Around a year ago, I wrote a post deploring the use of negatives in English entitled Notty Tendencies . The main point was the use of negation to avoid being direct, i.e. such as saying such unappetizing food when you mean how bad it is. A year older and a year wiser, I wish to amend my remarks to say that there is an appropriate role for the double negative in English.

Most Latin-based languages expressed the negative by doubling it as in je ne said pas where the ne and pas are both negative markers. In fact, a lone ne in French does not expressive negativity but instead  inequality (see By contrast, in English, once is enough. It is acceptable to write I am neither hungry nor thirsty or I am not either hungry or thirsty but not I am not neither hungry nor thirsty. The reason for the rejection of the last one is that it includes two negative markers, not and neither/nor. So, double negatives do not make a negative in English but generally lead to frowns by English teachers and editors.

However, they sometimes create a neutral quality. To demonstrate, look at the following sentences:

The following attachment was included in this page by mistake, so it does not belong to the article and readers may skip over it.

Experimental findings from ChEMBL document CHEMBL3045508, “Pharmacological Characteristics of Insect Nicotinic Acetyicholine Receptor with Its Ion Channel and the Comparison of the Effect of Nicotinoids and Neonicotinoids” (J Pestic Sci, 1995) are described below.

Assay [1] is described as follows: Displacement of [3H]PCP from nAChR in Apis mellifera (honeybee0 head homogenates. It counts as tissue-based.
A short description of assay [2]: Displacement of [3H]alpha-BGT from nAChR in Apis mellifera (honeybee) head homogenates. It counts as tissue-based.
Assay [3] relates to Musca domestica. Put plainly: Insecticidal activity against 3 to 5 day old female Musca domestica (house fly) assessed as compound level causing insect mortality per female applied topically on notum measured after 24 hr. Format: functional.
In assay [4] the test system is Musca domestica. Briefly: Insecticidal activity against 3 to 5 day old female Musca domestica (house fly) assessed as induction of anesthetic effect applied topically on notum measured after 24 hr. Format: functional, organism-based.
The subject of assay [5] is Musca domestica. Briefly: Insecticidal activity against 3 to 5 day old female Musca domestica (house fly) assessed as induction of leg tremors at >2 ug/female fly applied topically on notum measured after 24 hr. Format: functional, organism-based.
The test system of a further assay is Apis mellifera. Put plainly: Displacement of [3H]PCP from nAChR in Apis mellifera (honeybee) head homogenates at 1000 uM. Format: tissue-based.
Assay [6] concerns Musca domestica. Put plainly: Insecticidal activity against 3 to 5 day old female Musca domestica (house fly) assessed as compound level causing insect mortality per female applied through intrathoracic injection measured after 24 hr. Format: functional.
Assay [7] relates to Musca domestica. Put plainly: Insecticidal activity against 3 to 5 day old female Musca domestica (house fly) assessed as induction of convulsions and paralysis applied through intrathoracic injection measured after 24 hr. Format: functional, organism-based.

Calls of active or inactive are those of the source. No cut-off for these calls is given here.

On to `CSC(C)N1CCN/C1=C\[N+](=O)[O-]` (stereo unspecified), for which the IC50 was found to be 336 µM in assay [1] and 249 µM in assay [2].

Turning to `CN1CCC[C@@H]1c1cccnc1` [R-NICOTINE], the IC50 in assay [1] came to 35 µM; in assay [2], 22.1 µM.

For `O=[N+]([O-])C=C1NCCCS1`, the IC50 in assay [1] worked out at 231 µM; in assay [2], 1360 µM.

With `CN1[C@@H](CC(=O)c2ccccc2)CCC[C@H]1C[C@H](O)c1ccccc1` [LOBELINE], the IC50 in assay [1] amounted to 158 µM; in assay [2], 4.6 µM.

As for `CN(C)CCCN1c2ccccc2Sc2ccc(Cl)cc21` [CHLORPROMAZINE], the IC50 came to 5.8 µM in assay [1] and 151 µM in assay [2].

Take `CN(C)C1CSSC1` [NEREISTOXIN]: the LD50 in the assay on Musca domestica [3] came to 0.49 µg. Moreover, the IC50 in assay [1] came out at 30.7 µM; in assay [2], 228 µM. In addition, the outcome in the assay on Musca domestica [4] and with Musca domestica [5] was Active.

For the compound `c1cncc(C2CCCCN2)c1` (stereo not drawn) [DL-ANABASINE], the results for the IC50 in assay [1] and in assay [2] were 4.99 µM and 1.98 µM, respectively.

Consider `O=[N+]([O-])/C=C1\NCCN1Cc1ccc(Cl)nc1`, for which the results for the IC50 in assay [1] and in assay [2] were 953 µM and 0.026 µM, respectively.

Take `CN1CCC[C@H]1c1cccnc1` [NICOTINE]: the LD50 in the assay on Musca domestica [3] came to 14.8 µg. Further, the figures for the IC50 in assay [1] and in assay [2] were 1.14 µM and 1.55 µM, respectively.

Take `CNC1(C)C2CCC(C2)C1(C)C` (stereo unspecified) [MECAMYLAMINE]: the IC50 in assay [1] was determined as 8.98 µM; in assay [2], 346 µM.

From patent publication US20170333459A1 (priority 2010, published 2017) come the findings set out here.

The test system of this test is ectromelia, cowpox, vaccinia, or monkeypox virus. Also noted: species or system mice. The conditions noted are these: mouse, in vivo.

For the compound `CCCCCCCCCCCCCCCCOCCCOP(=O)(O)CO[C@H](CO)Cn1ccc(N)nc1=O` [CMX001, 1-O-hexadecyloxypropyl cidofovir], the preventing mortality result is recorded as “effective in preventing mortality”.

a     .      The mask is not uncomfortable.
b     .      The girl is not unattractive.
c      .       The chap is not unpleasant.

In all three cases, there is a double negation, specifically the word not and the prefix un.  The justification for the apparent redundancy is the intended meaning. The writer does not wish to say that the mask is a pleasure, the girl is pretty and the man is charming. Instead, the implications are that the mask is tolerable to wear, the girl should be able to find a date for the prom and the man does have some social skills and uses deodorant. In these cases, the doubling most peculiarly creates moderation of the base adjective, i.e., comfortable, attractive and pleasant.